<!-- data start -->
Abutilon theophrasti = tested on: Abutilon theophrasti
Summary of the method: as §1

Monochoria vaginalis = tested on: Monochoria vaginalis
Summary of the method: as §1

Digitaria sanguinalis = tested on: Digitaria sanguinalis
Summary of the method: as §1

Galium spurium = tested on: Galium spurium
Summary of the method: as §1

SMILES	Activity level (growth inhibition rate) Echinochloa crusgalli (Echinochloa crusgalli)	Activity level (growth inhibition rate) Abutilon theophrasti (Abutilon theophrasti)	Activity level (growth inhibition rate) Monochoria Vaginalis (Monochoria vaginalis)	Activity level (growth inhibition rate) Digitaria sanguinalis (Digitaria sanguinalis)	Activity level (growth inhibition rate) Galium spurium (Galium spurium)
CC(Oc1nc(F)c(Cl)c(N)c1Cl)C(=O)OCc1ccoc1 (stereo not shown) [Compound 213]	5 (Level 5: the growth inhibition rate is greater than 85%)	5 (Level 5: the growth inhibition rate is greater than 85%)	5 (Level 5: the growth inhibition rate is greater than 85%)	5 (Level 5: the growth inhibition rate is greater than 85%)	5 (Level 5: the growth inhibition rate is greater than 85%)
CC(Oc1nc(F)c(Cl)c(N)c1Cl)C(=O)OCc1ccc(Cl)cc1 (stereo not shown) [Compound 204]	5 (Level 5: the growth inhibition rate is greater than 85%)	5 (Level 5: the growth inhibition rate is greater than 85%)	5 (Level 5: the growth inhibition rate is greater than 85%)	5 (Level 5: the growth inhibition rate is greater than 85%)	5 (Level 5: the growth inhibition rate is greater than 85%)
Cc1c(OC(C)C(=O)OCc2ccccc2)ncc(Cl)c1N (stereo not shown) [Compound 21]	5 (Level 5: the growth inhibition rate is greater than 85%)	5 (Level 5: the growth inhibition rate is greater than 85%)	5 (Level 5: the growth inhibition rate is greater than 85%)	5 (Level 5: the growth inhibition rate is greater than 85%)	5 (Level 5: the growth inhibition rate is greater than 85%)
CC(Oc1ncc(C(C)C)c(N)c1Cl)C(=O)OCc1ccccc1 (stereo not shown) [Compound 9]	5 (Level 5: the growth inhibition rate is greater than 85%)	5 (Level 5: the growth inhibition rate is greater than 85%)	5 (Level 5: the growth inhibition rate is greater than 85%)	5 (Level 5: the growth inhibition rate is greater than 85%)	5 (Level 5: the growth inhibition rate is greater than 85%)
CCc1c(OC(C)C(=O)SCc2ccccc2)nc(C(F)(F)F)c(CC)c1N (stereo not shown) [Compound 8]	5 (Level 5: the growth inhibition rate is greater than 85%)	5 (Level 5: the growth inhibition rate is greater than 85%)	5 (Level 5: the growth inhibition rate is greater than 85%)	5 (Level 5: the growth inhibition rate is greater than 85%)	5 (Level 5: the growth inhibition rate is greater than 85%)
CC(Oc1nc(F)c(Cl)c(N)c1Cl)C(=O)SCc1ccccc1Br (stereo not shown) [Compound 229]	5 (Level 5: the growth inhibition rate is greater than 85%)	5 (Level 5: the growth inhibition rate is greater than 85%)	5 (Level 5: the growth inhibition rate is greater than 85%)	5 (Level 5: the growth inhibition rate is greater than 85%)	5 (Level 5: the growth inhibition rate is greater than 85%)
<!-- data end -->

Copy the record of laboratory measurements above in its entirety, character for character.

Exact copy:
Abutilon theophrasti = tested on: Abutilon theophrasti
Summary of the method: as §1

Monochoria vaginalis = tested on: Monochoria vaginalis
Summary of the method: as §1

Digitaria sanguinalis = tested on: Digitaria sanguinalis
Summary of the method: as §1

Galium spurium = tested on: Galium spurium
Summary of the method: as §1

SMILES	Activity level (growth inhibition rate) Echinochloa crusgalli (Echinochloa crusgalli)	Activity level (growth inhibition rate) Abutilon theophrasti (Abutilon theophrasti)	Activity level (growth inhibition rate) Monochoria Vaginalis (Monochoria vaginalis)	Activity level (growth inhibition rate) Digitaria sanguinalis (Digitaria sanguinalis)	Activity level (growth inhibition rate) Galium spurium (Galium spurium)
CC(Oc1nc(F)c(Cl)c(N)c1Cl)C(=O)OCc1ccoc1 (stereo not shown) [Compound 213]	5 (Level 5: the growth inhibition rate is greater than 85%)	5 (Level 5: the growth inhibition rate is greater than 85%)	5 (Level 5: the growth inhibition rate is greater than 85%)	5 (Level 5: the growth inhibition rate is greater than 85%)	5 (Level 5: the growth inhibition rate is greater than 85%)
CC(Oc1nc(F)c(Cl)c(N)c1Cl)C(=O)OCc1ccc(Cl)cc1 (stereo not shown) [Compound 204]	5 (Level 5: the growth inhibition rate is greater than 85%)	5 (Level 5: the growth inhibition rate is greater than 85%)	5 (Level 5: the growth inhibition rate is greater than 85%)	5 (Level 5: the growth inhibition rate is greater than 85%)	5 (Level 5: the growth inhibition rate is greater than 85%)
Cc1c(OC(C)C(=O)OCc2ccccc2)ncc(Cl)c1N (stereo not shown) [Compound 21]	5 (Level 5: the growth inhibition rate is greater than 85%)	5 (Level 5: the growth inhibition rate is greater than 85%)	5 (Level 5: the growth inhibition rate is greater than 85%)	5 (Level 5: the growth inhibition rate is greater than 85%)	5 (Level 5: the growth inhibition rate is greater than 85%)
CC(Oc1ncc(C(C)C)c(N)c1Cl)C(=O)OCc1ccccc1 (stereo not shown) [Compound 9]	5 (Level 5: the growth inhibition rate is greater than 85%)	5 (Level 5: the growth inhibition rate is greater than 85%)	5 (Level 5: the growth inhibition rate is greater than 85%)	5 (Level 5: the growth inhibition rate is greater than 85%)	5 (Level 5: the growth inhibition rate is greater than 85%)
CCc1c(OC(C)C(=O)SCc2ccccc2)nc(C(F)(F)F)c(CC)c1N (stereo not shown) [Compound 8]	5 (Level 5: the growth inhibition rate is greater than 85%)	5 (Level 5: the growth inhibition rate is greater than 85%)	5 (Level 5: the growth inhibition rate is greater than 85%)	5 (Level 5: the growth inhibition rate is greater than 85%)	5 (Level 5: the growth inhibition rate is greater than 85%)
CC(Oc1nc(F)c(Cl)c(N)c1Cl)C(=O)SCc1ccccc1Br (stereo not shown) [Compound 229]	5 (Level 5: the growth inhibition rate is greater than 85%)	5 (Level 5: the growth inhibition rate is greater than 85%)	5 (Level 5: the growth inhibition rate is greater than 85%)	5 (Level 5: the growth inhibition rate is greater than 85%)	5 (Level 5: the growth inhibition rate is greater than 85%)